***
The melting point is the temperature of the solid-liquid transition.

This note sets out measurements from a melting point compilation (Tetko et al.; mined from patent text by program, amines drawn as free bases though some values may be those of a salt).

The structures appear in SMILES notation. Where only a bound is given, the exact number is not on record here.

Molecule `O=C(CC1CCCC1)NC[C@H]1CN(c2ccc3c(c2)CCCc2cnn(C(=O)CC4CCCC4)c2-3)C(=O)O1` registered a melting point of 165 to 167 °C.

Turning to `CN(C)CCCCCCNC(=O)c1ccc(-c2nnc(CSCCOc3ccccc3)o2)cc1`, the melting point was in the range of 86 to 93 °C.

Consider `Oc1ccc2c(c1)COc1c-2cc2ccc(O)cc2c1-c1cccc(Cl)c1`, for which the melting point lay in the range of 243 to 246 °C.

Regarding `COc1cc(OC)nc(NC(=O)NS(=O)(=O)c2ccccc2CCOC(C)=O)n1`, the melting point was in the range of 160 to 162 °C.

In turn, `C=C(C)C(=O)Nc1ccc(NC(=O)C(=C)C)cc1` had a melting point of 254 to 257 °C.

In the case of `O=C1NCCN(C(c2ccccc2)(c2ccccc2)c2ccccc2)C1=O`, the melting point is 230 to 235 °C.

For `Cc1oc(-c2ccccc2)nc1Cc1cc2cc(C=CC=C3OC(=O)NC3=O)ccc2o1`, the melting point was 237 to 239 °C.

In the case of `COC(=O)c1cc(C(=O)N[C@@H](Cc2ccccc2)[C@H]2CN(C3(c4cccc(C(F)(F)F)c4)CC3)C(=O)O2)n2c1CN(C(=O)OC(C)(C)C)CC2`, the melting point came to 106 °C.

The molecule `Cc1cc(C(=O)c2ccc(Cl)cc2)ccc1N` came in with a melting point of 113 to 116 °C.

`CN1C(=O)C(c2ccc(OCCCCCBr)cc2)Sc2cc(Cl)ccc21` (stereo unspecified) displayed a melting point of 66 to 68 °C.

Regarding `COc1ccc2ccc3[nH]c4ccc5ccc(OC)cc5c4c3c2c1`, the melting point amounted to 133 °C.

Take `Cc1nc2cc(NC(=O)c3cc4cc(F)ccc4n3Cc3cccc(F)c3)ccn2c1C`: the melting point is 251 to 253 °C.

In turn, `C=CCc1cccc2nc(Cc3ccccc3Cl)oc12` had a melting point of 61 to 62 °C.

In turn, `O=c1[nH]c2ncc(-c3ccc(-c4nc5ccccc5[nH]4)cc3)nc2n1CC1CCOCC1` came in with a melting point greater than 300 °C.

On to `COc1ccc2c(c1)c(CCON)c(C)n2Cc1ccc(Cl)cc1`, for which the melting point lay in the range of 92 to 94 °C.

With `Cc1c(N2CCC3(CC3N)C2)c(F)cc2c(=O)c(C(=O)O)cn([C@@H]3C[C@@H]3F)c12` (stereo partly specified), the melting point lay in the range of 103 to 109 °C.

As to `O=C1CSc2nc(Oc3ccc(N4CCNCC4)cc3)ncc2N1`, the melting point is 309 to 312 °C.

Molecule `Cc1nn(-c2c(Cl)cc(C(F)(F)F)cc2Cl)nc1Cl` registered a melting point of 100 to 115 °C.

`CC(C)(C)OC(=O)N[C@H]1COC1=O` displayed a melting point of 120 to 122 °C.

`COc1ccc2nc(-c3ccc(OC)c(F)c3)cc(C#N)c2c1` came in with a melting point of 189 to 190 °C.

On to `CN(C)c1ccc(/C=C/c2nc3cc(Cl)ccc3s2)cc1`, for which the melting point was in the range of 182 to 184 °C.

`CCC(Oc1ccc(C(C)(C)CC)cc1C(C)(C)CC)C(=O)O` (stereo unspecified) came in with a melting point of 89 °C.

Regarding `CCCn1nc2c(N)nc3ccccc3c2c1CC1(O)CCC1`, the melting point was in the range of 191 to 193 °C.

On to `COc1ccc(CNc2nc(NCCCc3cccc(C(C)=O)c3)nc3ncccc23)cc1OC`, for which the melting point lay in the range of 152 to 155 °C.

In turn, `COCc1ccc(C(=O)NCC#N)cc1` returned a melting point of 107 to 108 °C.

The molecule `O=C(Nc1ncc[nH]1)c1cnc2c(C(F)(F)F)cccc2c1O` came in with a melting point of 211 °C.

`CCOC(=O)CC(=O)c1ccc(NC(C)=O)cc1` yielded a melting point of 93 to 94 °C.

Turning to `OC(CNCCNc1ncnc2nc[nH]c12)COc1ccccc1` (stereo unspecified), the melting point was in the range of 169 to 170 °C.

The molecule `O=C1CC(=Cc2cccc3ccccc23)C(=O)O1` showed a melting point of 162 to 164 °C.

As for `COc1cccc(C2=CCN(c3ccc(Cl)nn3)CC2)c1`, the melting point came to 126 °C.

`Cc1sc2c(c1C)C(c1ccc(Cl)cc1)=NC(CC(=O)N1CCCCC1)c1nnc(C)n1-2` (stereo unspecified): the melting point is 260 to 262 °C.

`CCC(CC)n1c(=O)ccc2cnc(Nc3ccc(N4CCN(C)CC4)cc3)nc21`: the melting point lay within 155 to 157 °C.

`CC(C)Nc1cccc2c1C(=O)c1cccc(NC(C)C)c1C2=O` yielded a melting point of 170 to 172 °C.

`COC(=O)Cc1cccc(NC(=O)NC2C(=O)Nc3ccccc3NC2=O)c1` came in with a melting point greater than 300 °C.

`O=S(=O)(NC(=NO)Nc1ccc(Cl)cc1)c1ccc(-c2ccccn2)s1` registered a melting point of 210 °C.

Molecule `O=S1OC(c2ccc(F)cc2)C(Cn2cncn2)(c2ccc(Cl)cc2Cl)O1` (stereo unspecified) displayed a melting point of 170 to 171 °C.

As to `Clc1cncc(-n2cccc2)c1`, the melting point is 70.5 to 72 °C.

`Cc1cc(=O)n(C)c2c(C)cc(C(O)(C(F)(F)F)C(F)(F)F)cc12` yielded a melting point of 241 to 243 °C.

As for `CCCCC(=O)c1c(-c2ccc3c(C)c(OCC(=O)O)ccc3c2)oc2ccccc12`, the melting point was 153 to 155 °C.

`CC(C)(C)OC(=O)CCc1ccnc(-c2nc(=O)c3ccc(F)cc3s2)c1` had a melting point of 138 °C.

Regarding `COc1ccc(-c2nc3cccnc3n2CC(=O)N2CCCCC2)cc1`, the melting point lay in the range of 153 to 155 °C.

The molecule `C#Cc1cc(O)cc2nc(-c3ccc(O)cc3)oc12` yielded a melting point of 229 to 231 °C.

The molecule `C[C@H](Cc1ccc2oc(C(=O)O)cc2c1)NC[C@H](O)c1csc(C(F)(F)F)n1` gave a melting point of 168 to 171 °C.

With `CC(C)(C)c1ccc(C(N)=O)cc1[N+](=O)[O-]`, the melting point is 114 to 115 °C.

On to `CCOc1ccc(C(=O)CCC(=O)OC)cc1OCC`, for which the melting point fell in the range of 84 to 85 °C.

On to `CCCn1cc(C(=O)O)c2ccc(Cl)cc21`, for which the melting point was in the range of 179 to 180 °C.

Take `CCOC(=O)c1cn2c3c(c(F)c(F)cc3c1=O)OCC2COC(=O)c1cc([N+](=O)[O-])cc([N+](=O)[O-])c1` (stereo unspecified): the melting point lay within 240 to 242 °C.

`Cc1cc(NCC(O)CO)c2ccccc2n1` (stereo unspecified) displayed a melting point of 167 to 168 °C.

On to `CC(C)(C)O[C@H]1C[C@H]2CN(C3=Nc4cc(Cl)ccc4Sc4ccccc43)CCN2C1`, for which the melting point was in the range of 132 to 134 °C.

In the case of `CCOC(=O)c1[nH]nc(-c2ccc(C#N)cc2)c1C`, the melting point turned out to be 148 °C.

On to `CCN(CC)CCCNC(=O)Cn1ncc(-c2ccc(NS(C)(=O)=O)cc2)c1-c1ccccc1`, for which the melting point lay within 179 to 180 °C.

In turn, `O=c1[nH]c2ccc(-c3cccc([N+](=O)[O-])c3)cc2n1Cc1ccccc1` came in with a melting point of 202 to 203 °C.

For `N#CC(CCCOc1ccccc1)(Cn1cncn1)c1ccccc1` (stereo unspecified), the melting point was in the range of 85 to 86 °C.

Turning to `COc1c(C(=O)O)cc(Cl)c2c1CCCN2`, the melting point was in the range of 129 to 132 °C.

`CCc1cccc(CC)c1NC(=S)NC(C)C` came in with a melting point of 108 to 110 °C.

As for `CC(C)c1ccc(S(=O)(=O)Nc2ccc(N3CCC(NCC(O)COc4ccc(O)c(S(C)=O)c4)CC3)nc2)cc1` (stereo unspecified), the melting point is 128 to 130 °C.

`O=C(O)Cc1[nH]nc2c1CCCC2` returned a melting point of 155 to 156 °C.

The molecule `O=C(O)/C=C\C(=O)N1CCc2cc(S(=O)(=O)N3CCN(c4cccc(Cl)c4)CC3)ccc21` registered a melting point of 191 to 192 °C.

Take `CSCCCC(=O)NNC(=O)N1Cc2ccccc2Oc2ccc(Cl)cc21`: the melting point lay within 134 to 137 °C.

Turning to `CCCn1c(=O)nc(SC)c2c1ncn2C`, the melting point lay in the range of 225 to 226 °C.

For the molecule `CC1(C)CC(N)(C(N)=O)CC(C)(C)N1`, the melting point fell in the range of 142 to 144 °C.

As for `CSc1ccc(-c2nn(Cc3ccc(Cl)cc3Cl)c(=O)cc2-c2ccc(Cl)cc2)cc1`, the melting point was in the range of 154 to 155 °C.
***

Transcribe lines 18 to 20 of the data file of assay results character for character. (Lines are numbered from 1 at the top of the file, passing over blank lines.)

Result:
On to `COc1ccc2c(c1)c(CCON)c(C)n2Cc1ccc(Cl)cc1`, for which the melting point lay in the range of 92 to 94 °C.

With `Cc1c(N2CCC3(CC3N)C2)c(F)cc2c(=O)c(C(=O)O)cn([C@@H]3C[C@@H]3F)c12` (stereo partly specified), the melting point lay in the range of 103 to 109 °C.

As to `O=C1CSc2nc(Oc3ccc(N4CCNCC4)cc3)ncc2N1`, the melting point is 309 to 312 °C.